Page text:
House Republican Leader Eric Cantor (R-VA) called H.R. 2587 “a critical, commonsense proposal to prohibit the NLRB from picking winners and losers on behalf of big labor.” House Majority Whip Kevin McCarthy (R-CA) said the legislation “is necessary to rein in the authority of the NLRB, and prevent them from dictating where a private company locates its business.”
Members of the House Committee on Education and the Workforce applauded the legislation’s approval:
Rep. Joe Wilson (R-SC): It is truly a shame that legislation must be created to counter the activist agenda of the job killing NLRB. However, I refuse to stand on the sidelines and silently watch as job creators across America, specifically in my home state of South Carolina, are being subjected to the bullying of unelected bureaucrats. I am pleased the Protecting Jobs From Government Interference Act has been approved by the committee, and look forward to its consideration on the House floor.
Subcommittee on Health, Employment, Labor, and Pensions Chairman Phil Roe, M.D. (R-TN): We must limit the authority of any organization seeking to threaten job creation. This legislation would provide necessary oversight of the NLRB by restricting their authority to order any employer to relocate, shut down, or transfer employment under any circumstance. The NLRB’s nonsensical position against Boeing has shed light on flaws in the system, and I believe this legislation will work to amend the flaws and better the system.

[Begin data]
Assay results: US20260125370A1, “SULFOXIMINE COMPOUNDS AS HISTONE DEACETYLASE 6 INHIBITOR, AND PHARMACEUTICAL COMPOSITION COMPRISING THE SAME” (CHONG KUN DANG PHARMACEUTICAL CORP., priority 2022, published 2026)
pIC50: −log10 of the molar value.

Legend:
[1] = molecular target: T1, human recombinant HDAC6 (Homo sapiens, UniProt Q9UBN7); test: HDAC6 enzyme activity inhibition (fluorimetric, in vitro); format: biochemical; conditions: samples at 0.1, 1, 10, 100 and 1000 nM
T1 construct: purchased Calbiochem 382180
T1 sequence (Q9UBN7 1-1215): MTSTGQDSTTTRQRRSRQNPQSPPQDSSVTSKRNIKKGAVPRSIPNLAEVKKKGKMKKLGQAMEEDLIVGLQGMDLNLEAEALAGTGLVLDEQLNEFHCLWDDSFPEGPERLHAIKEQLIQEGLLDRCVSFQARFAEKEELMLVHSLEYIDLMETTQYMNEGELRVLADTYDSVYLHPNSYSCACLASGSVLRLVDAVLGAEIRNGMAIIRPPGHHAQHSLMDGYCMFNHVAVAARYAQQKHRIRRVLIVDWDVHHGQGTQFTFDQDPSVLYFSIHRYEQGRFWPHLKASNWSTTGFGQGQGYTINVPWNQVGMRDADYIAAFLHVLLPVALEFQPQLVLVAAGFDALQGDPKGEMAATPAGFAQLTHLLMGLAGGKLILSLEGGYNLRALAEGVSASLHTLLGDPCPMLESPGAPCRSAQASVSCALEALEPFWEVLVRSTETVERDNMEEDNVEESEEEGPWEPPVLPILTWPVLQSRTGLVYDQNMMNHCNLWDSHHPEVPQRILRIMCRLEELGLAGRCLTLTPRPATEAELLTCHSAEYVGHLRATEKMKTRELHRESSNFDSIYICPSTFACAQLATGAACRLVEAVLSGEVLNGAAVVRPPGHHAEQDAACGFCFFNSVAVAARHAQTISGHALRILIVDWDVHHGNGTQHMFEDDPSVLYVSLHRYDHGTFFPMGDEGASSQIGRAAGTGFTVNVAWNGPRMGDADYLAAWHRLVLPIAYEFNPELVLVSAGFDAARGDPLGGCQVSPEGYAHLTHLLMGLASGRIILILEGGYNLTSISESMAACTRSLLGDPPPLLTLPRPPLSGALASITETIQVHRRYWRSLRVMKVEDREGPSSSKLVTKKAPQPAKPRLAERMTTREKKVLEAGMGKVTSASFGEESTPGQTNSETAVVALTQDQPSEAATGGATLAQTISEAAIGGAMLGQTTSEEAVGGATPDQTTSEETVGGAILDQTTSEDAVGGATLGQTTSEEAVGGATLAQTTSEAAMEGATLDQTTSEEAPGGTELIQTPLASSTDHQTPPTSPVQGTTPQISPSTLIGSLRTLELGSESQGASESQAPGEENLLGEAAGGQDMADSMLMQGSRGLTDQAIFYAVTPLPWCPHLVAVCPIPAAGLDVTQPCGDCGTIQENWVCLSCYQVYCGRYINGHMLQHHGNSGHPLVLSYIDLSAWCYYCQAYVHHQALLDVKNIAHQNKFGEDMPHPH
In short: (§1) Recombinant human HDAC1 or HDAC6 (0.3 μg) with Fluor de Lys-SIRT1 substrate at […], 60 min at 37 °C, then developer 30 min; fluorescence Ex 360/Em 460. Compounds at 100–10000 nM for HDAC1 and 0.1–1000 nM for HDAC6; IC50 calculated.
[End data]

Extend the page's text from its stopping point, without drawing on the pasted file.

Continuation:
Subcommittee on Workforce Protections Chairman Tim Walberg (R-MI): Government should not hinder private businesses’ attempts to grow and create jobs. This bill ensures that an unelected government panel, the National Labor Relations Board (NLRB), cannot tell a business where it can or cannot create jobs. If we are going to get our economy back on the path of job creation, we must ensure the private sector is not discouraged by the federal government.
Rep. Larry Bucshon, M.D. (R-IN): This is a straightforward bill; it prohibits the NLRB from ordering any employer to close, relocate, or transfer employment under any circumstances. And the critics who say that any of the dozen of alternative remedies, such as back pay or payment of travel and moving expenses for all employees who accept work at a new plant, will not be a sufficient penalty, have obviously never run a business before. I am proud to cosponsor this bill and look forward to seeing it progress through Congress.